Native African daisies require a full sun to bloom fully. Shade can cause fewer flowers to bloom. The modern cultivars, however, can remain open even at night.
Size and Spacing
Seedlings will grow in about two weeks. Once they’re two to three inches tall, transplant them to pots until the frost passes. When planting the seedlings in your garden, keep them twelve to eighteen inches apart for bushier growth.
Suitable Planting Zones
Its suitable planting zones are nine, ten, and 11. Plant them in spring when there is no danger of frost.
Uses of the African Daisy
African daisies are beautiful flowers in bouquets and floral decorations since they signify a new start.
They’re used to decorate parks and garden centers, especially during the summer heat when they are in full bloom.
These beautiful flowers are a favorite among gardeners given their bright, warm colors. They can be used in front beddings, be placed in hanging baskets, or grown at the entrance and pathways of gardens.
Where to Buy African Daisy Plants or Seeds
Where to Buy Floral Arrangements
African daisies suit a wide range of floral arrangements and make beautiful centerpieces. You can contact local florists to ask about bouquets that include African daisies, or you can speak with representatives at online floral retailers.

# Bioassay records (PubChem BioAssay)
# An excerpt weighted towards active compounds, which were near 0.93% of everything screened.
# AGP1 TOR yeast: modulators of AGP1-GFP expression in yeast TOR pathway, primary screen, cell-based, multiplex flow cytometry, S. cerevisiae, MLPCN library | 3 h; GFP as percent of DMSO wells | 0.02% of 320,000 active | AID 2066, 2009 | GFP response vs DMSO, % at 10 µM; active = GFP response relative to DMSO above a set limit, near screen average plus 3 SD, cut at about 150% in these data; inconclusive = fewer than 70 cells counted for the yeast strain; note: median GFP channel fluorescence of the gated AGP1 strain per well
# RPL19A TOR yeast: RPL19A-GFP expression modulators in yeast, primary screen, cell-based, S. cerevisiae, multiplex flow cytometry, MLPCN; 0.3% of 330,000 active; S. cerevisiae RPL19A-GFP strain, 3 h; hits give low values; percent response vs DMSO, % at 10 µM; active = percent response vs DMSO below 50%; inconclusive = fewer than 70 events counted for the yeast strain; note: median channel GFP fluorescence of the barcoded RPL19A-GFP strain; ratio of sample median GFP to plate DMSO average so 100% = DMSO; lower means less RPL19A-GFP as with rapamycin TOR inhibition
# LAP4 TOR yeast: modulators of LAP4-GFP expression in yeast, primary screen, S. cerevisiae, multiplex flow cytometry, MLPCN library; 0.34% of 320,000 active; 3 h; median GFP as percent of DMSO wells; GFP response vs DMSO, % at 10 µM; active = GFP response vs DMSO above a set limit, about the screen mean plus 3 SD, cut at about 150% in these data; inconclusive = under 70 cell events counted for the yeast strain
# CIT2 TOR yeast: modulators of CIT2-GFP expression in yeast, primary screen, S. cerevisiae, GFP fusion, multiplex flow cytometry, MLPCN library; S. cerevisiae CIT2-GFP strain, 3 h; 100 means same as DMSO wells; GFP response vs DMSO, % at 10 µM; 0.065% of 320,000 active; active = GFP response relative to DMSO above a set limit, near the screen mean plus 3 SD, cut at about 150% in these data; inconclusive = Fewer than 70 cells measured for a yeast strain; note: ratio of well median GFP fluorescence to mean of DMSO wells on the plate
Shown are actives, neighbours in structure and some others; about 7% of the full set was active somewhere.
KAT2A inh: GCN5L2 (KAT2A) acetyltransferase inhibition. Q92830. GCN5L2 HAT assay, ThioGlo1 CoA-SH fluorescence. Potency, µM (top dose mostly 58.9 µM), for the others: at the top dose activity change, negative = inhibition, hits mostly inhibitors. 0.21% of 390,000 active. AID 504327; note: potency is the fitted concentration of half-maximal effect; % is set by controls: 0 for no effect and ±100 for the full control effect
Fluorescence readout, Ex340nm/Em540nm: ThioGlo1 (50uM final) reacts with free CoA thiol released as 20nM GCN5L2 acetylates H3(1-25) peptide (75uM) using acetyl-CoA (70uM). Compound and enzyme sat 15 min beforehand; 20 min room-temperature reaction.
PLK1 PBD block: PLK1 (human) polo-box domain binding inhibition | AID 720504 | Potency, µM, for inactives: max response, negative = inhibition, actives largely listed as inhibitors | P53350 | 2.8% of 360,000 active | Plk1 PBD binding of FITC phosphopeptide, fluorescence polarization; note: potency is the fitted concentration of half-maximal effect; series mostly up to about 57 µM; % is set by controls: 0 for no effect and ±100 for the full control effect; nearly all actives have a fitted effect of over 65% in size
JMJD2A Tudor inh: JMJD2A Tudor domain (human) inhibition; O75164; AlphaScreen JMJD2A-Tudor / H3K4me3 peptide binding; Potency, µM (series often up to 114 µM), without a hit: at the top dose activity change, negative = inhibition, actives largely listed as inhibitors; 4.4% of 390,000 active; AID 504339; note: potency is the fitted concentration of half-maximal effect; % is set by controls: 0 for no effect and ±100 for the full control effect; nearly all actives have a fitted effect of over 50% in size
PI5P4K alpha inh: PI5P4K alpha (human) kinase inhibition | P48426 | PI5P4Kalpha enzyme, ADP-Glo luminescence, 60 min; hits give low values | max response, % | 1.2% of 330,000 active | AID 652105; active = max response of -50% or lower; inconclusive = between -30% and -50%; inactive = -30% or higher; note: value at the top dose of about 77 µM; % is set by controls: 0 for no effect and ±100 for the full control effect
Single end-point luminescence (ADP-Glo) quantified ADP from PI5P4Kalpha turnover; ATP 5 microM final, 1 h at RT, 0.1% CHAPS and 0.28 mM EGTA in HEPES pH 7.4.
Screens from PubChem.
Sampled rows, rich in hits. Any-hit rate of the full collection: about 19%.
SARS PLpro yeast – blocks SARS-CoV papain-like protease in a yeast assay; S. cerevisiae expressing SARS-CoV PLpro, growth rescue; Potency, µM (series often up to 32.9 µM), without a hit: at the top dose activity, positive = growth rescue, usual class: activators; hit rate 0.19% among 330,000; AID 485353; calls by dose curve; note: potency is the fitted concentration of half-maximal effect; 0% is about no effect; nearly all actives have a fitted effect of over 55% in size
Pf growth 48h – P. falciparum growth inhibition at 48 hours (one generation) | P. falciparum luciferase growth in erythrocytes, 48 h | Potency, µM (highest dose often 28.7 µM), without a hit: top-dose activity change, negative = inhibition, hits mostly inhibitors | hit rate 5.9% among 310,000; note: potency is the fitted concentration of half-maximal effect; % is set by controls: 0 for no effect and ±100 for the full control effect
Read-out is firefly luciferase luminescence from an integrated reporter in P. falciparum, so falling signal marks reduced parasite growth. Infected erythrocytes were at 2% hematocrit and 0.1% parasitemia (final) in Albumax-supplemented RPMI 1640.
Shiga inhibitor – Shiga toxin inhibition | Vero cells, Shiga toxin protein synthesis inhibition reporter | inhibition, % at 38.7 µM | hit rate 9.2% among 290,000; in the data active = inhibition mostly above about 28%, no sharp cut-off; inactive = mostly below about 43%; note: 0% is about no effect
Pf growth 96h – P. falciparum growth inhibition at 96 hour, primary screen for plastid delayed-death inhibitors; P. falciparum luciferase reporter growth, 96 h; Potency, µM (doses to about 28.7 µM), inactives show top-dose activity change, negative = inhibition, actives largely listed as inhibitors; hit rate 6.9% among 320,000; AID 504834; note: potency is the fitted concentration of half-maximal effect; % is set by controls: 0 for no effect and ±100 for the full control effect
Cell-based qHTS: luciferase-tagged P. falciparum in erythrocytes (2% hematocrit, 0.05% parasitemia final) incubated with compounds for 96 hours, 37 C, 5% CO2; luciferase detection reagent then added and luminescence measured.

Companion Flowers and Foliage to the African Daisy
The following flowers perfectly complement the vibrance of African daisies:
- Algerian iris: Goes well with yellow and orange African daisies
- Germander Sage: Goes well with white, pink, and yellow daisies
- Rudbeckia: Goes well with purple and lavender cultivars
- Coneflowers: These daisy-like flowers perfectly complement the African daisies’ appearance
With their brilliant center disks and bright petals, many people initially thought that African daisies were dyed! Maintaining these sunlight-loving beautiful flowers isn’t very difficult and can easily be done in most home gardens. Just make that the soil is dry enough between waterings and nourish them with nutrients from time to time.